The physical change of snow grains within the snowpack due to differences in temperature and pressure.
From the instant snow hits the ground, it begins an endless process of metamorphism. No commonly-occurring substance in nature undergoes such dramatic and rapid changes because snow exists near its “triple point”, meaning that solid, liquid and vapor phases all exist at the same time. In other words, small, subtle changes in temperature, pressure, humidity and temperature gradient can have a dramatic effect on the type of snow crystal that forms. This makes snow one of the most complex and changeable substances on Earth. Here is a condensed list of the most common types:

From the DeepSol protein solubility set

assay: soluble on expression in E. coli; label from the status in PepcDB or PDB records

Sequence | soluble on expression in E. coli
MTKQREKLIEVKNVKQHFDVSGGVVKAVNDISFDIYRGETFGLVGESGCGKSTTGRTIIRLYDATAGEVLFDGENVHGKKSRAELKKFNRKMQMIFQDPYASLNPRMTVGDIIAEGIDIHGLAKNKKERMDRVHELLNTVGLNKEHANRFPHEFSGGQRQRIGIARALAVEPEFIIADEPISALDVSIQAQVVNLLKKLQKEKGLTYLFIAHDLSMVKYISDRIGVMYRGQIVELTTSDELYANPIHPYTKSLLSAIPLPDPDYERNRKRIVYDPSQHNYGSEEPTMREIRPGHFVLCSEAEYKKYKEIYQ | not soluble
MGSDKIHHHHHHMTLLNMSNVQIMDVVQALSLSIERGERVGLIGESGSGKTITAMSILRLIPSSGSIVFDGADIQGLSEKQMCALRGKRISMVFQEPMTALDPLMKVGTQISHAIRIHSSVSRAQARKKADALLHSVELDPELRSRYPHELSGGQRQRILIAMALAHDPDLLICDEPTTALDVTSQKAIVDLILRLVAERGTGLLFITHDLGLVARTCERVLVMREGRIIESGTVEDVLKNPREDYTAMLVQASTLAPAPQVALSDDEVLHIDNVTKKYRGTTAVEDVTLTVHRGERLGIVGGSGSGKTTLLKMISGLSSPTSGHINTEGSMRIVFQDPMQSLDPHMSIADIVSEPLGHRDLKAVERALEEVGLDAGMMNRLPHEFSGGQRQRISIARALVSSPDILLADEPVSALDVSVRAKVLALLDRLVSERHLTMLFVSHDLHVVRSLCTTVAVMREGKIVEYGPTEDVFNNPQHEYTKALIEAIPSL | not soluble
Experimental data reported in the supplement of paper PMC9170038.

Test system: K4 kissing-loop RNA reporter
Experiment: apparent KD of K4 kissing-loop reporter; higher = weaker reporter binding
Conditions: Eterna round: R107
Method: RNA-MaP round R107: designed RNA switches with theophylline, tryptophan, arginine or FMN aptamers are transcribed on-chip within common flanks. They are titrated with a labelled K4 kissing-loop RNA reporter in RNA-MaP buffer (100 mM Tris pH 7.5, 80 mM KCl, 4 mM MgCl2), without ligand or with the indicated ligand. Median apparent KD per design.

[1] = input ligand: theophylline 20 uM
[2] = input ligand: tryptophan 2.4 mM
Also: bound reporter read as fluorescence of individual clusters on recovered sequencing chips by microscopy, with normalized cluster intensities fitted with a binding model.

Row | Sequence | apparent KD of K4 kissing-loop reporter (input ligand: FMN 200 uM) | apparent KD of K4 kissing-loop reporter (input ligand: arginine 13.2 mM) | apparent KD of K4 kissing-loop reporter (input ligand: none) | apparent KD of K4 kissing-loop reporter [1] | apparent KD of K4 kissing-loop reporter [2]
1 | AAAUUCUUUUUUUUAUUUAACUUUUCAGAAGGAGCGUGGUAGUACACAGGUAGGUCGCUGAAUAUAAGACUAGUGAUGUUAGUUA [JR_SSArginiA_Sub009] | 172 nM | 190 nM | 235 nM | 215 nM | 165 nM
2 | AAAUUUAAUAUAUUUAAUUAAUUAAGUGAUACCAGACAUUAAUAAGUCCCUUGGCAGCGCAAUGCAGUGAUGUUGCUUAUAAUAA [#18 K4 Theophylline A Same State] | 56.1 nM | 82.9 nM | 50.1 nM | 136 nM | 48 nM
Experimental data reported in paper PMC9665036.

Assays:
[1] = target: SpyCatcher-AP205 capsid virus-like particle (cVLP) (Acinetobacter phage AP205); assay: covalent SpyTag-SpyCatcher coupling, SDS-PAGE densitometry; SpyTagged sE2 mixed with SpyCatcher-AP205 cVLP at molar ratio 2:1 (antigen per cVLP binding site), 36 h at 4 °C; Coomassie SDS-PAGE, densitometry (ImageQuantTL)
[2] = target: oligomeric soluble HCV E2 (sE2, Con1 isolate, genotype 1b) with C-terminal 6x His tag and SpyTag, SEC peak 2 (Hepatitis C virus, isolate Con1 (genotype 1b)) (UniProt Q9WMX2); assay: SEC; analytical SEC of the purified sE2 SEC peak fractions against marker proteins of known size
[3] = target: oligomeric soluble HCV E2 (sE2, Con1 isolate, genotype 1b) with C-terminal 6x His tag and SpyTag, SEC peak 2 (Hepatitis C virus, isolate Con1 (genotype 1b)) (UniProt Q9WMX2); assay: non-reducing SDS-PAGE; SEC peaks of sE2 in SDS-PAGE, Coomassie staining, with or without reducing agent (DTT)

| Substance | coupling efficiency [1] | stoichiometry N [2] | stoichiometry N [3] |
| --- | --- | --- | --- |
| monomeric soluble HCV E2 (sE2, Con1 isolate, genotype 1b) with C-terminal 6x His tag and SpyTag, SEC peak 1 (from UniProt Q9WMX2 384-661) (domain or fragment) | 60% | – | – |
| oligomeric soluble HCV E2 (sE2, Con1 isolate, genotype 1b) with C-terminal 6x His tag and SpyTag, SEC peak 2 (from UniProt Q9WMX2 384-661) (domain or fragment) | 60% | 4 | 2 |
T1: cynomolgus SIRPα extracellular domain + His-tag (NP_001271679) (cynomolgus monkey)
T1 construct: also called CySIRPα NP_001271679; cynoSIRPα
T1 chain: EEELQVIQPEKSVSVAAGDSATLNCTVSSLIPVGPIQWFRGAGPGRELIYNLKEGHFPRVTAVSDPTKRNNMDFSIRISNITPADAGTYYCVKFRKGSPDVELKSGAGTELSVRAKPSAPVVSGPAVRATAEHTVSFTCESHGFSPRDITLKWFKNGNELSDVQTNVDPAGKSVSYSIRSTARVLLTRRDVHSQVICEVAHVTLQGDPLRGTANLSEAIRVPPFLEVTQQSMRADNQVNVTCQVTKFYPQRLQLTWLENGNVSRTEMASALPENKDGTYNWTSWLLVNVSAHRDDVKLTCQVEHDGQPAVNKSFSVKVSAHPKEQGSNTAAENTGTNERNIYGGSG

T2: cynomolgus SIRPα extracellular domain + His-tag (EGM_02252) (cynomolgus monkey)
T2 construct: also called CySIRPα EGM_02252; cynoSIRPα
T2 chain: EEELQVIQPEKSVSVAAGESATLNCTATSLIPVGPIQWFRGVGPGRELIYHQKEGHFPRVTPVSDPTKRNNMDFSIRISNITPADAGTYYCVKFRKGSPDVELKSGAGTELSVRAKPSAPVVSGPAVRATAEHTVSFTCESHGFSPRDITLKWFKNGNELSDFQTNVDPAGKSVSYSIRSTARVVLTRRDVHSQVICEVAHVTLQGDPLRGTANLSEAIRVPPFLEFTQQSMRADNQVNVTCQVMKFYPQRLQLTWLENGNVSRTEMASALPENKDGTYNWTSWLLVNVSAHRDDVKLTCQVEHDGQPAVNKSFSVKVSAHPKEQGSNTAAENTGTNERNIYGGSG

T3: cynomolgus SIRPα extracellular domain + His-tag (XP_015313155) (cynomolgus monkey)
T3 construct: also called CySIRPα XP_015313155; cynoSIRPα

|TYPE||ALSO CALLED||LOOKS LIKE||WHERE FOUND||HOW IT'S FORMED|
|New snow||Powder, rime, graupel, etc.||No two are alike||On the snow surface||Falls from the sky|
|Rounded snow||Equilibrium snow Old Snow||Fine-grained, chalky||Old layers of snow||Low temperature gradient conditions (less than 1 deg C per 10 cm)|
|Faceted Snow||Sugar Snow Kinetic Snow Depth Hoar (when near the ground)||Sparkly, large-grained||Anywhere in the snowpack||Large temperature gradient conditions within the snowpack (more than 1 deg C per 10 cm)|
|Surface Hoar||Frost, Feathers||Sparkly, large-grained||On the snow surface or buried by more recent layers||Winter equivalent of dew on the snow surface|
|Melt-Freeze Snow||Corn snow Spring snow Wet snow||Corn snow Spring snow Wet snow||Snow surface or buried by more recent layers||Repeated melting and freezing of the snowpack|